By Gili Malinsky
By Bob Ruggiero
By Hilary Hughes
By Peter Gerstenzang
By David R. Adler
By Devon Maloney
By Brian McManus
By Jessica Hopper
Assuming that first fan isn't a pathological liar, both of those things are true. Let's quickly dispense with the six syllables most commonly associated with this band: "Who sucked out the feeeeel-innnnng?" The Knoxville power-pop quartet rose to prominence in 1996 with "Sucked Out," easily the most cynical hit of the alt-rock buzz-bin era—"In your eyes/You've already spread my thighs/And you're rockin' to the next big thing," etc. Their subsequent trajectory started out a bit clichéd (fan-beloved but unmarketable follow-up, dropped from major label, a couple of decent—and even more cynical—records for an indie), but soon thereafter took a series of abrupt, remarkable turns: Davis, in the throes of alcoholism, is overcome with the Holy Spirit while driving down the Interstate, cleans up, cuts two Christian-overtoned solo albums, then reconvenes Superdrag after a five-year hiatus, and puts out Industry Giants, easily the best rock record of 2009 to date. Which brings us back to the Bowery, where they're currently rampaging through the best rock show of 2009 to date, with a youthful vigor and exuberant ferocity they never had even back when they were on MTV all the time. That's Jesus for you.
"I don't want to slow down and mellow out just because we're old," Davis explains the next day, in a purring drawl wholly absent from his fantastically surly singing voice. "I'd like to counteract that. I'd like to fight against that current if at all possible. I feel better at 35 than I did at 25. Playing music that's more physical and kinda going at it harder—I like that."
Verily, it's Industry Giants' extreme physicality that immediately grabs you, Davis repeatedly howling "Slow to speak! Slow to anger!" as a sarcastic mantra/battle cry at the onset, a harbinger of highlights to come: the vicious crunch of "Cheap Poltergeists," the anthemic bombast of "Everything Will Be Made Right," the Thin Lizzy twin-guitar wheedling of "Ready to Go." As the Bowery fete ably proves, Superdrag's back catalog is loaded with power-pop bullets—such as the cheerfully bitter post-major-label plaint "Keep It Close to Me" ("I want rock 'n' roll but/I don't wanna deal with the hassle") or the moody, volatile "Do the Vampire," both killers tonight—but never before have they so emphasized pure power. Even "Nothing Good Is Real," an old, soft-edged, fairly standard grunge-era ballad, works itself into a stirring, screeching frenzy, an even more remarkable spectacle given that we're watching a born-again Christian sing his ass off on a song called "Nothing Good Is Real."
Giants is by no means a Christian-rock record, but hints of spiritual uplift abound, especially when you contrast it with Superdrag's last effort, 2002's Last Call for Vitriol, which at times uncomfortably detailed Davis's downward spiral: "Come on, baby . . . get me out of the bar," he moaned on "Feeling Like I Do," perhaps not yet realizing who "baby" referred to exactly. The difference now? "Well, there's hope," Davis tells me. "To sum it up in one word, there's hope. I think the last record was barely kinda hangin' on by a thread. There was kind of a hopelessness to it at times. I'd like to think—I choose to think—that all that is redeemed now. There's definitely a theme of redemption, and there's a lot of thanksgiving in this record as a result of that. There are definitely times where it's, straight up, a matter of giving thanks—for being alive, number one."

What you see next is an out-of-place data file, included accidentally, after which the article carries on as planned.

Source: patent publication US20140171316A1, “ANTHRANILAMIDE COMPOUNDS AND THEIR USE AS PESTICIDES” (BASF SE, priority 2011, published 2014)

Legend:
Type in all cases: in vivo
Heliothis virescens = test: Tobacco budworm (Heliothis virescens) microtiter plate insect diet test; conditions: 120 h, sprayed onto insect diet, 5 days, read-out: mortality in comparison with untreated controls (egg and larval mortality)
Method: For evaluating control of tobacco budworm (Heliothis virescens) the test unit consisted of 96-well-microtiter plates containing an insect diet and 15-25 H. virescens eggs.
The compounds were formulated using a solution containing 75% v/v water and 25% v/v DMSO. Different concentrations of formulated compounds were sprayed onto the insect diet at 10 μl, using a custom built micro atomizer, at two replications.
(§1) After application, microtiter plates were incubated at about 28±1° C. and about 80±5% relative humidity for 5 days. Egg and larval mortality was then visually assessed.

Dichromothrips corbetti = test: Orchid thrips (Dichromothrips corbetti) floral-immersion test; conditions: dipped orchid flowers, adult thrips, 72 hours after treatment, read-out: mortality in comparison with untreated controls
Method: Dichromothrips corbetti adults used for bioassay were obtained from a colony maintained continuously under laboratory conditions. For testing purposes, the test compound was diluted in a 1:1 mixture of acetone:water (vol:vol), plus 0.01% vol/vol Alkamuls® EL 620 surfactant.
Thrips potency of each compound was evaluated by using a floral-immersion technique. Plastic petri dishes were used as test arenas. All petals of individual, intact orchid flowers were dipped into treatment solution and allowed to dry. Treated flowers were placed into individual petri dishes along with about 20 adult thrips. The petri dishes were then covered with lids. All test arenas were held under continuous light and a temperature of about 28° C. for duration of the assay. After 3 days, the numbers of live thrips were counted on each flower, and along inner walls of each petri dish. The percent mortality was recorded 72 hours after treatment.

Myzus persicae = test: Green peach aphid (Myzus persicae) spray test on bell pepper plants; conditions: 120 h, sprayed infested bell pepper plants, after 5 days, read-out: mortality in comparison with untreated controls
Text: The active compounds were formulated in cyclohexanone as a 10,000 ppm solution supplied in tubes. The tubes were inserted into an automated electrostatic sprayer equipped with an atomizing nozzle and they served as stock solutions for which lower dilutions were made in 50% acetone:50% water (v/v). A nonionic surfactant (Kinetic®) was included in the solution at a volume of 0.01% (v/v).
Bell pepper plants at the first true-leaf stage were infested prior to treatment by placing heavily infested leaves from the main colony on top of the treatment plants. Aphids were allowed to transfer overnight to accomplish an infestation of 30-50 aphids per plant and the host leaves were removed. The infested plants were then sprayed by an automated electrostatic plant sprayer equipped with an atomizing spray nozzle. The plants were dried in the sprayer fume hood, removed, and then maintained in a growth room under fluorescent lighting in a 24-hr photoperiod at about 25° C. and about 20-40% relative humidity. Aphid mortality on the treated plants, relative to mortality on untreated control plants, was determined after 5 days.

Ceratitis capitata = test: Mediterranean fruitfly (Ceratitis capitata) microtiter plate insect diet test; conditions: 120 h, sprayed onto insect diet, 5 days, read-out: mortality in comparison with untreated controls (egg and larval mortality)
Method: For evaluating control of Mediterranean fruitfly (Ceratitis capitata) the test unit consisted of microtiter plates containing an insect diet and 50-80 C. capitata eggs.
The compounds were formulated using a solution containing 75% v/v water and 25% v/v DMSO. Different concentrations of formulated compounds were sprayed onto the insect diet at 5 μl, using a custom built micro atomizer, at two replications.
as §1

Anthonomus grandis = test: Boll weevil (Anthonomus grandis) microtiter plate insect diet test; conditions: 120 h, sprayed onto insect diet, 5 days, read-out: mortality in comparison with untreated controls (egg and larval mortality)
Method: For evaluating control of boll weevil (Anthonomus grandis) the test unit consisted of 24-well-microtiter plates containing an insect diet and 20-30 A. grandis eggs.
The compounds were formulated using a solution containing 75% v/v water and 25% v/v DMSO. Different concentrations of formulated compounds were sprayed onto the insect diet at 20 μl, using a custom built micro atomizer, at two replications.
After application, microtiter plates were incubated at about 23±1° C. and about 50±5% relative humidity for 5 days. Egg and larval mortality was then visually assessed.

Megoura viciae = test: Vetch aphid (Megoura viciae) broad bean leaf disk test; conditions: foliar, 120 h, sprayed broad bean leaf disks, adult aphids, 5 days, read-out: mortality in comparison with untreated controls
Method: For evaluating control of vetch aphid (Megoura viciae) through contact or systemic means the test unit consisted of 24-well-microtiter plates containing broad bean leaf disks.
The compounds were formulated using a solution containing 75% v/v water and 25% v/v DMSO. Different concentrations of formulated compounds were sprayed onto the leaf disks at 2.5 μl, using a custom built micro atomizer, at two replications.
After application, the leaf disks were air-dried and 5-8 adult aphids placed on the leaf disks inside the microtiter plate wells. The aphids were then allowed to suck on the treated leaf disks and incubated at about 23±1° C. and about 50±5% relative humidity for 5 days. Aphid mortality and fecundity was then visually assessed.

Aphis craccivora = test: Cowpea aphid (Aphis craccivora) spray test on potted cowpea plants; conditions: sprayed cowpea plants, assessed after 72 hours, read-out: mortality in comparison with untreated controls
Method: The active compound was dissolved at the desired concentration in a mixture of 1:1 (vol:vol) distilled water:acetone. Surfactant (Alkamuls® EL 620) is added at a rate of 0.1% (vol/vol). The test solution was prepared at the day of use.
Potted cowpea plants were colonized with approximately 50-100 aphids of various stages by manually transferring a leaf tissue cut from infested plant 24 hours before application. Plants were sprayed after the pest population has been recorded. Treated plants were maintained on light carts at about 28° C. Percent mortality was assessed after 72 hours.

He cites "Live and Breathe," a rare moment of calm reflection on Giants, as a prime example, "where you're offering up thanks, just for the most basic phenomenon of being alive and walkin' and talkin' and still bein' around and for, ultimately, at least in my case, being set free from bondage, so to speak. Kind of left to my own devices, I want to destroy myself. Kind of giving thanks for being free from that."
The even more compelling flip side to writing more hopeful tunes now is how Davis deals with the oft-hopeless songs he wrote back then. He'll still play them. Most of them. "Some of them are just a little more flippant than I care to be today," he says. "It's not just a question of not wanting to play certain tunes again—I don't even want to hear them again. There's one song called 'Annetichrist,' I just don't care to play that song. And there's another one called 'What If You Don't Fly'—I won't play that. Those are really the only two songs. Other than that, I can deal with the rest of 'em on their own terms. Again, they may spring forth out of a worldview that I don't really subscribe to now, but I can see—it was my best-guess estimate of the truth at that time. So."
Not surprising choices, considering the lyrics ("Nothing's cool/Nothing matters/I'm jumping off the bridge" for the former; "And when you find/Oh, yeah, God was in your mind/Your righteous life has only been a righteous lie" for the latter). But what's most remarkable about Davis's best-guess estimate of the truth these days isn't as much the newfound idealism, but the feral vehemence with which Superdrag now express it: He bellows the titular chorus of "Filthy and Afraid" like a re-energized man with a clean conscience and no fear whatsoever. He'll still play "Sucked Out," sure, but the feeling has blessedly, miraculously returned.